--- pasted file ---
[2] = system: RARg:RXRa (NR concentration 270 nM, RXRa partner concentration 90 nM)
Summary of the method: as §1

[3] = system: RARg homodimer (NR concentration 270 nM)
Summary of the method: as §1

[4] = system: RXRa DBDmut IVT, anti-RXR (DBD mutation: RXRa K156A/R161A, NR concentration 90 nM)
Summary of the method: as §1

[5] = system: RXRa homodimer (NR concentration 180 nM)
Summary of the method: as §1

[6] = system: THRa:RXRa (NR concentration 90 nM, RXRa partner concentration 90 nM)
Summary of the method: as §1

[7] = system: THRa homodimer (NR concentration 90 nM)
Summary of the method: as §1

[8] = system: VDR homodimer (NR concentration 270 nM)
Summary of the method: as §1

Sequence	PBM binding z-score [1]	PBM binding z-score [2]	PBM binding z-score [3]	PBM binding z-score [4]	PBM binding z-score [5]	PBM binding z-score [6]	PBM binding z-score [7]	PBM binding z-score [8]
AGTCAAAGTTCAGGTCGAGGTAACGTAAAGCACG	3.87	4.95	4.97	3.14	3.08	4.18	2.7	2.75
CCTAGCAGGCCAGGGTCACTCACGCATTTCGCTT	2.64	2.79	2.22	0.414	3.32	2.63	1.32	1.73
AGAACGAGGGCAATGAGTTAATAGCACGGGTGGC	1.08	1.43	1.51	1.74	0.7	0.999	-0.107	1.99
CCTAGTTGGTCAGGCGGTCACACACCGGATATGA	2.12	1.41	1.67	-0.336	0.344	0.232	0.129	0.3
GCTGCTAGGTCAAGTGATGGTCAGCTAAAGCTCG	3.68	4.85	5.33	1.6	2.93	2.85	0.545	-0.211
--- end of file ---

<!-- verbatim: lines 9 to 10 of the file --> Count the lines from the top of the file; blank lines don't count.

[6] = system: THRa:RXRa (NR concentration 90 nM, RXRa partner concentration 90 nM)
Summary of the method: as §1